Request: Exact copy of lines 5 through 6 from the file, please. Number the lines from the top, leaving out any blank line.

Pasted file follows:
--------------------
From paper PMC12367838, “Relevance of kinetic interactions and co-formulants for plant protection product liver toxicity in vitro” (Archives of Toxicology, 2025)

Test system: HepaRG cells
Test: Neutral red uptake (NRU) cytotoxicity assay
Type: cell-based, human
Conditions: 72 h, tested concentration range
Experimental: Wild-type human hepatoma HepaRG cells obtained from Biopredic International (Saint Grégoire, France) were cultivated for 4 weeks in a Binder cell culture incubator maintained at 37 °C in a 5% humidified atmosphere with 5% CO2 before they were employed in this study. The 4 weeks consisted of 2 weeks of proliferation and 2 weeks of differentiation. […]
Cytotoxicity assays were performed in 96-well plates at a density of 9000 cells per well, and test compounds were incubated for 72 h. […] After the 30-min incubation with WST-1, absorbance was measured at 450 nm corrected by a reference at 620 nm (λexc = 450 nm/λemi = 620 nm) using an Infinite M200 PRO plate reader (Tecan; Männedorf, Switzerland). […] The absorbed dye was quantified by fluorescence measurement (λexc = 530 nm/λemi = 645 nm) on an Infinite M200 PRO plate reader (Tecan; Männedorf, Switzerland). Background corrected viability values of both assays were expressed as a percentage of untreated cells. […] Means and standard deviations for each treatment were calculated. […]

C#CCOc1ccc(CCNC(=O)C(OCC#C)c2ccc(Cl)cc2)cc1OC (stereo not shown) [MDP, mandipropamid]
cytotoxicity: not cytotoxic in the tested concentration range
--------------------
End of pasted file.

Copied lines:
Conditions: 72 h, tested concentration range
Experimental: Wild-type human hepatoma HepaRG cells obtained from Biopredic International (Saint Grégoire, France) were cultivated for 4 weeks in a Binder cell culture incubator maintained at 37 °C in a 5% humidified atmosphere with 5% CO2 before they were employed in this study. The 4 weeks consisted of 2 weeks of proliferation and 2 weeks of differentiation. […]